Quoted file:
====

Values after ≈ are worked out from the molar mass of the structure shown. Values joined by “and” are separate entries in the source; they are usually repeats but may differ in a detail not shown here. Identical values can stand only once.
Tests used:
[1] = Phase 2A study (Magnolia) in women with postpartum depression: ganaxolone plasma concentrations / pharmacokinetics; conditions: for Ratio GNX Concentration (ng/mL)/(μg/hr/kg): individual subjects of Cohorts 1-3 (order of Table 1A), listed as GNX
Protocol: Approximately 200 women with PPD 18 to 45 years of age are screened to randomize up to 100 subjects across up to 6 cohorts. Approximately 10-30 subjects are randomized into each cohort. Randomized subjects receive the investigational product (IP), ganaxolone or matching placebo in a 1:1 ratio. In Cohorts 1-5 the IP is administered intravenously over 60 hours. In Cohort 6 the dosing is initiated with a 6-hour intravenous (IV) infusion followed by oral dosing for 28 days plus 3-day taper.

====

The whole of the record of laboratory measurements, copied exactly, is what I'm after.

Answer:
Values after ≈ are worked out from the molar mass of the structure shown. Values joined by “and” are separate entries in the source; they are usually repeats but may differ in a detail not shown here. Identical values can stand only once.
Tests used:
[1] = Phase 2A study (Magnolia) in women with postpartum depression: ganaxolone plasma concentrations / pharmacokinetics; conditions: for Ratio GNX Concentration (ng/mL)/(μg/hr/kg): individual subjects of Cohorts 1-3 (order of Table 1A), listed as GNX
Protocol: Approximately 200 women with PPD 18 to 45 years of age are screened to randomize up to 100 subjects across up to 6 cohorts. Approximately 10-30 subjects are randomized into each cohort. Randomized subjects receive the investigational product (IP), ganaxolone or matching placebo in a 1:1 ratio. In Cohorts 1-5 the IP is administered intravenously over 60 hours. In Cohort 6 the dosing is initiated with a 6-hour intravenous (IV) infusion followed by oral dosing for 28 days plus 3-day taper.